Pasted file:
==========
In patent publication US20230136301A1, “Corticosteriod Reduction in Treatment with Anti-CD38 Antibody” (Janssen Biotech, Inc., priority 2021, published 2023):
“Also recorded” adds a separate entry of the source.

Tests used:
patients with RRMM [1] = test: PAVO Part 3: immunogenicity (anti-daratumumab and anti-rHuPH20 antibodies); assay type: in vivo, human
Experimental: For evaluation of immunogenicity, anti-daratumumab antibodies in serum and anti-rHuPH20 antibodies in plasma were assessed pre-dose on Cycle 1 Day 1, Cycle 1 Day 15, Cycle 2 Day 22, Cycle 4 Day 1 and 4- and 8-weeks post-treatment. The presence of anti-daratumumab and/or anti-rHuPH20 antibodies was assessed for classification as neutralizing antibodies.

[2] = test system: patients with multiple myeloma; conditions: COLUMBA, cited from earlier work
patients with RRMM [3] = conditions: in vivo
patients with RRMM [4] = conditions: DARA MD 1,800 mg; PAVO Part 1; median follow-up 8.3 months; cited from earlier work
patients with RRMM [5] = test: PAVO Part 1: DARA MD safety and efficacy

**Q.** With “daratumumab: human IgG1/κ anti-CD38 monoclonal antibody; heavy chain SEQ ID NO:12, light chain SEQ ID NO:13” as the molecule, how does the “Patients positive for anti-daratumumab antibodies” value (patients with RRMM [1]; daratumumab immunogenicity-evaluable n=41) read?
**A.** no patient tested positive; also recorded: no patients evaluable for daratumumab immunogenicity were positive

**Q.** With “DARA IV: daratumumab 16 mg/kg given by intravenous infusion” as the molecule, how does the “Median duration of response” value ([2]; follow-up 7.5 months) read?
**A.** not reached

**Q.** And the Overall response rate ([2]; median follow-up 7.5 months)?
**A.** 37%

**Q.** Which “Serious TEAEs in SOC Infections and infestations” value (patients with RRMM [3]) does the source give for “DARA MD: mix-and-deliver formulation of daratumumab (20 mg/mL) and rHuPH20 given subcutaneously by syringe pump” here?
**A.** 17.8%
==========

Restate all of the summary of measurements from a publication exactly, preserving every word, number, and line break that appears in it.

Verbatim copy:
In patent publication US20230136301A1, “Corticosteriod Reduction in Treatment with Anti-CD38 Antibody” (Janssen Biotech, Inc., priority 2021, published 2023):
“Also recorded” adds a separate entry of the source.

Tests used:
patients with RRMM [1] = test: PAVO Part 3: immunogenicity (anti-daratumumab and anti-rHuPH20 antibodies); assay type: in vivo, human
Experimental: For evaluation of immunogenicity, anti-daratumumab antibodies in serum and anti-rHuPH20 antibodies in plasma were assessed pre-dose on Cycle 1 Day 1, Cycle 1 Day 15, Cycle 2 Day 22, Cycle 4 Day 1 and 4- and 8-weeks post-treatment. The presence of anti-daratumumab and/or anti-rHuPH20 antibodies was assessed for classification as neutralizing antibodies.

[2] = test system: patients with multiple myeloma; conditions: COLUMBA, cited from earlier work
patients with RRMM [3] = conditions: in vivo
patients with RRMM [4] = conditions: DARA MD 1,800 mg; PAVO Part 1; median follow-up 8.3 months; cited from earlier work
patients with RRMM [5] = test: PAVO Part 1: DARA MD safety and efficacy

**Q.** With “daratumumab: human IgG1/κ anti-CD38 monoclonal antibody; heavy chain SEQ ID NO:12, light chain SEQ ID NO:13” as the molecule, how does the “Patients positive for anti-daratumumab antibodies” value (patients with RRMM [1]; daratumumab immunogenicity-evaluable n=41) read?
**A.** no patient tested positive; also recorded: no patients evaluable for daratumumab immunogenicity were positive

**Q.** With “DARA IV: daratumumab 16 mg/kg given by intravenous infusion” as the molecule, how does the “Median duration of response” value ([2]; follow-up 7.5 months) read?
**A.** not reached

**Q.** And the Overall response rate ([2]; median follow-up 7.5 months)?
**A.** 37%

**Q.** Which “Serious TEAEs in SOC Infections and infestations” value (patients with RRMM [3]) does the source give for “DARA MD: mix-and-deliver formulation of daratumumab (20 mg/mL) and rHuPH20 given subcutaneously by syringe pump” here?
**A.** 17.8%